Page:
Bryan Caplan  

Selling Self-Control: Will It Take Off?

Neuro-Platitudinous... Jonathan Cohn Needs Masonomics...

I've previously argued that much - perhaps most - talk about "self-control" problems reflects social desirability bias rather than genuine inner conflict:

Part of the reason why people who spend a lot of time and money on socially disapproved behaviors say they "want to change" is that that's what they're supposed to say.

Think of it this way: A guy loses his wife and kids because he's a drunk. Suppose he sincerely prefers alcohol to his wife and kids. He still probably won't admit it, because people judge a sinner even more harshly if he is unrepentent. The drunk who says "I was such a fool!" gets some pity; the drunk who says "I like Jack Daniels better than my wife and kids" gets horrified looks. And either way, he can keep drinking.

Now some smart folks at Yale are putting my theory to the test:
Nalebuff thinks the weight loss will happen only if there is something of importance being risked....he suggested I enter into a contract in which I agree to pay him if I don't drop some pounds. "As much as people don't like to lose money, what they really don't like to lose is their own money," he said.

In fact, some of his Yale colleagues are in the final stages of launching a business based on this very concept. They have started a company called that will allow people to take out a contract on themselves. They pick a price. If they don't lose a certain amount of weight, they lose the money, either to a charity, friends or family.

If I'm right, this is going to remain a niche market. Most alcoholics and obese people don't want to take out a contract on themselves because they don't want to change - at least if change means being unpleasantly sober or hungry.

Even so, it's great that this market exists. If someone tells you that he really wants to change, now you can tell him to put his money where his mouth is.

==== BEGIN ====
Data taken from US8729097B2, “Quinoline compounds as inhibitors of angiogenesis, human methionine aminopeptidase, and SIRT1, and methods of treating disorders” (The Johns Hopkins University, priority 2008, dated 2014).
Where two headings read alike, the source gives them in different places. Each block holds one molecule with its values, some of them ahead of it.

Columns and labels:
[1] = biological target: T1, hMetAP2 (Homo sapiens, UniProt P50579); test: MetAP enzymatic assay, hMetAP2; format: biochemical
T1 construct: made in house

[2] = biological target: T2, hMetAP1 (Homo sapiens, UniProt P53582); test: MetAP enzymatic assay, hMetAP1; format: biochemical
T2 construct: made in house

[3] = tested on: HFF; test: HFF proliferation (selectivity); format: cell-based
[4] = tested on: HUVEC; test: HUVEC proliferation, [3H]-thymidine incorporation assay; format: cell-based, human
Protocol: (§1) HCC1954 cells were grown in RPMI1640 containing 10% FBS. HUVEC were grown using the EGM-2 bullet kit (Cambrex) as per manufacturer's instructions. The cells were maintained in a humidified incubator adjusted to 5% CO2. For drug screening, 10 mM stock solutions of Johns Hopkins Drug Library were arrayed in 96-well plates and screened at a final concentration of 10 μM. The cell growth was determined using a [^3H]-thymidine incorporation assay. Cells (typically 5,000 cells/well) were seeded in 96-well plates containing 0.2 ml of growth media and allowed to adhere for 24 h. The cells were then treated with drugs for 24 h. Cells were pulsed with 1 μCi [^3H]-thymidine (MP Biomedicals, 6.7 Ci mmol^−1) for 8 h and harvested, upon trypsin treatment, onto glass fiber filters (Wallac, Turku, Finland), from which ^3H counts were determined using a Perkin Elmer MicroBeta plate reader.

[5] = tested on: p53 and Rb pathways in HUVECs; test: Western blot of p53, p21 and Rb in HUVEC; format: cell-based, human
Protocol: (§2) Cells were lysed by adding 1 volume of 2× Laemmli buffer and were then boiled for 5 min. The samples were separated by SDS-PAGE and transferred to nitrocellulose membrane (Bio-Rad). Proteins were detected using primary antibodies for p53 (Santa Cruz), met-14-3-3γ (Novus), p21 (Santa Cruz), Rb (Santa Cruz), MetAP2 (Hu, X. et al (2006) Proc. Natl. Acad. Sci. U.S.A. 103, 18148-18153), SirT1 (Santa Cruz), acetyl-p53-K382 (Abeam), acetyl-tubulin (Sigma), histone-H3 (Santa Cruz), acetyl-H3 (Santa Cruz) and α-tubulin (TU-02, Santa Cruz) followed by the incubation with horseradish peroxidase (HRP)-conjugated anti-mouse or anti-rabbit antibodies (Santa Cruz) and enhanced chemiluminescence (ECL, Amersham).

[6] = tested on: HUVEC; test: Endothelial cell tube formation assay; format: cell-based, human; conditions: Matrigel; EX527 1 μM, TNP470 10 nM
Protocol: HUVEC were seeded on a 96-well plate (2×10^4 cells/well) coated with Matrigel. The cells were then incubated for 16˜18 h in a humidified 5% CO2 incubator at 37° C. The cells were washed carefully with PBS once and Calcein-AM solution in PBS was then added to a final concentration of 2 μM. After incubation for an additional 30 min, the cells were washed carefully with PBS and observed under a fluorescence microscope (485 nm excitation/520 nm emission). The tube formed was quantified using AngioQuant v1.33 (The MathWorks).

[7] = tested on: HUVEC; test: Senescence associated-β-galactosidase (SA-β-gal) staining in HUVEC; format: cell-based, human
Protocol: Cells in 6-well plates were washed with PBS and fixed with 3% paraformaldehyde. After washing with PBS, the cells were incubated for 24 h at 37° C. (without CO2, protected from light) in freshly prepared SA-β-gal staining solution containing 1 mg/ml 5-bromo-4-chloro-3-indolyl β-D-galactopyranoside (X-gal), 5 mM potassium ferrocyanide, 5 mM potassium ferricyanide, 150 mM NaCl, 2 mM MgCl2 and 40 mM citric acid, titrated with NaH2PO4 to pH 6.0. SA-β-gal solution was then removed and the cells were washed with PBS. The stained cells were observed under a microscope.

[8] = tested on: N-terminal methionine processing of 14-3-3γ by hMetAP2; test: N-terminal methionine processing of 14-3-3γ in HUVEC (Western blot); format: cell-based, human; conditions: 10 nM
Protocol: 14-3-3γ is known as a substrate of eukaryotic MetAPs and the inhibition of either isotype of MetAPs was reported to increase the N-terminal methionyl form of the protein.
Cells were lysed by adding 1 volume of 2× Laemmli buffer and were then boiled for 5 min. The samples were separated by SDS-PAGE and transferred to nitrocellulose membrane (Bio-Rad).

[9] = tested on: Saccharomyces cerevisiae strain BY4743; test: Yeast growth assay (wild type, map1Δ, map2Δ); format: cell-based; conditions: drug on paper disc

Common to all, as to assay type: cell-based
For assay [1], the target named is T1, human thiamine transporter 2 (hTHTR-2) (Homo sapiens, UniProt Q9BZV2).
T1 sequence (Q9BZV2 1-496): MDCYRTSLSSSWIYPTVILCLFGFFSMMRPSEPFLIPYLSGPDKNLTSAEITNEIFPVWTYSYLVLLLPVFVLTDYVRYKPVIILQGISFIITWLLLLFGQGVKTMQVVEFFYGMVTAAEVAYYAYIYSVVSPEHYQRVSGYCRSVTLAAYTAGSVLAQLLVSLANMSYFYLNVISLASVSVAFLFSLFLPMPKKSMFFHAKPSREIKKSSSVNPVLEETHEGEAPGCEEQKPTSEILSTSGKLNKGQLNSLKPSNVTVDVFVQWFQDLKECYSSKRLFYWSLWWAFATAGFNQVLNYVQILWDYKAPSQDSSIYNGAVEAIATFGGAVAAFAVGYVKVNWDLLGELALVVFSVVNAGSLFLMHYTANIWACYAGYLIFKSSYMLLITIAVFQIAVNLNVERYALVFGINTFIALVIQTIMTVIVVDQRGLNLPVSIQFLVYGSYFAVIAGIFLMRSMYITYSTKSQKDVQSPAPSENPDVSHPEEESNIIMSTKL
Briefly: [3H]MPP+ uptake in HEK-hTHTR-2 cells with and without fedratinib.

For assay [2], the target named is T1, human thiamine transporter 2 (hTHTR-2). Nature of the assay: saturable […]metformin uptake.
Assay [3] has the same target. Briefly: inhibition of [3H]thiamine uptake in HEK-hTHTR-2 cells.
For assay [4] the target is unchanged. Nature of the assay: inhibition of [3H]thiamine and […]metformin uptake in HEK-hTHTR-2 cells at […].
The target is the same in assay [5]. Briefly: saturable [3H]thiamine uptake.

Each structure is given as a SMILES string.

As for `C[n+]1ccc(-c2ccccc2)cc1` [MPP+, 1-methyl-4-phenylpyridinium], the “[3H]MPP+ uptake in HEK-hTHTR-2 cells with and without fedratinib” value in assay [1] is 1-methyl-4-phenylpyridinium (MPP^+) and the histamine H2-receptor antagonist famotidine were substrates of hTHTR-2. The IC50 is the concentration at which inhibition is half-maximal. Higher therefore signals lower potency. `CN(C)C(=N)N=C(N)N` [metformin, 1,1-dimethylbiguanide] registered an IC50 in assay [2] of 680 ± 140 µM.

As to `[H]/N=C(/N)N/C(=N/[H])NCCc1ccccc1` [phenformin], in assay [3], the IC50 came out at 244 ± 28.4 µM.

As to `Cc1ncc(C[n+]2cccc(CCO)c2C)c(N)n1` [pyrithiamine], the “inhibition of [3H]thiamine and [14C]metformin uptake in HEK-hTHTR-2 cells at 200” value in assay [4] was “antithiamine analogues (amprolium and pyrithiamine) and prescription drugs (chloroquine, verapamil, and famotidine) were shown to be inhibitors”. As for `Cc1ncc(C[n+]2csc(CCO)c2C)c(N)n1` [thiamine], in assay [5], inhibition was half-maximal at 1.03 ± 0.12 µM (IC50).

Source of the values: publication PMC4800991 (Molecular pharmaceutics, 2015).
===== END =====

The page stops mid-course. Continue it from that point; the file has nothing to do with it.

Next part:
HT: Mankiw.

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The author at The Undercover Economist in a related article titled You bet! My commitment bond adventure writes:
    I've written before about making some kind of financial commitment in an effort to fight weak will. Thomas Schelling would approve, I am sure. But now lawyer-author-economist Ian Ayres (his new book, Supercrunchers, is great fun) is setting up a [Tracked on November 13, 2007 12:47 PM]
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Nacim writes:

I've had this idea a long time ago and in fact I still use it. If I need motivation to go to the gym often I would set up an arrangement with someone whereby I'm supposed to go workout 3 times a week. For every time I don't go, I have to hand off $20.

I found that this worked really well when I did it with my mom since
a) I can't lie to her.
b) She's a tough enforcer which meant she didn't capitulate to my excuses.

I did this for a 4-5 months and I only missed two or three workouts when I happened to be really tired/out of it. I always recommend this to people who need motivation. Losing $20 for being lazy is quite painful...

Jeffrey Rae writes: